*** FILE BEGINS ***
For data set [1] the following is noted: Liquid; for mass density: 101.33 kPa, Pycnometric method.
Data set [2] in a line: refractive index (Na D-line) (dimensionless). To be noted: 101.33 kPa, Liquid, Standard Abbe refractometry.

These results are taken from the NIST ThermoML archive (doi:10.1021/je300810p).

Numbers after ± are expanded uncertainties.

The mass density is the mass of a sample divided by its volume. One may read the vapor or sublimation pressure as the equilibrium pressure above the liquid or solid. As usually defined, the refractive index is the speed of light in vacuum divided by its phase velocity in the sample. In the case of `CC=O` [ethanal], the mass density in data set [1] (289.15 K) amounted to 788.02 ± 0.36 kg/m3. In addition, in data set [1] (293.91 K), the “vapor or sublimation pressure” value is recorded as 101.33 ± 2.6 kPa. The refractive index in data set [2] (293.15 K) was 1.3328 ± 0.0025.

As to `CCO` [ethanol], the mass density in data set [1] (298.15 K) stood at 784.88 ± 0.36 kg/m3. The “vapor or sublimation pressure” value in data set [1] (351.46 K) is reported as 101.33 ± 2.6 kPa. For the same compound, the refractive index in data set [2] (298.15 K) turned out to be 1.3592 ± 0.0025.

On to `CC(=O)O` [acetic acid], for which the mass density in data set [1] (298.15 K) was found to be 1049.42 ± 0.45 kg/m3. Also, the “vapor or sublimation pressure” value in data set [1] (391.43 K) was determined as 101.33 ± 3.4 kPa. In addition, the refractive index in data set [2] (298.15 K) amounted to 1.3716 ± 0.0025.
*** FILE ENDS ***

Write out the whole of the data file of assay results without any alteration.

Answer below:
For data set [1] the following is noted: Liquid; for mass density: 101.33 kPa, Pycnometric method.
Data set [2] in a line: refractive index (Na D-line) (dimensionless). To be noted: 101.33 kPa, Liquid, Standard Abbe refractometry.

These results are taken from the NIST ThermoML archive (doi:10.1021/je300810p).

Numbers after ± are expanded uncertainties.

The mass density is the mass of a sample divided by its volume. One may read the vapor or sublimation pressure as the equilibrium pressure above the liquid or solid. As usually defined, the refractive index is the speed of light in vacuum divided by its phase velocity in the sample. In the case of `CC=O` [ethanal], the mass density in data set [1] (289.15 K) amounted to 788.02 ± 0.36 kg/m3. In addition, in data set [1] (293.91 K), the “vapor or sublimation pressure” value is recorded as 101.33 ± 2.6 kPa. The refractive index in data set [2] (293.15 K) was 1.3328 ± 0.0025.

As to `CCO` [ethanol], the mass density in data set [1] (298.15 K) stood at 784.88 ± 0.36 kg/m3. The “vapor or sublimation pressure” value in data set [1] (351.46 K) is reported as 101.33 ± 2.6 kPa. For the same compound, the refractive index in data set [2] (298.15 K) turned out to be 1.3592 ± 0.0025.

On to `CC(=O)O` [acetic acid], for which the mass density in data set [1] (298.15 K) was found to be 1049.42 ± 0.45 kg/m3. Also, the “vapor or sublimation pressure” value in data set [1] (391.43 K) was determined as 101.33 ± 3.4 kPa. In addition, the refractive index in data set [2] (298.15 K) amounted to 1.3716 ± 0.0025.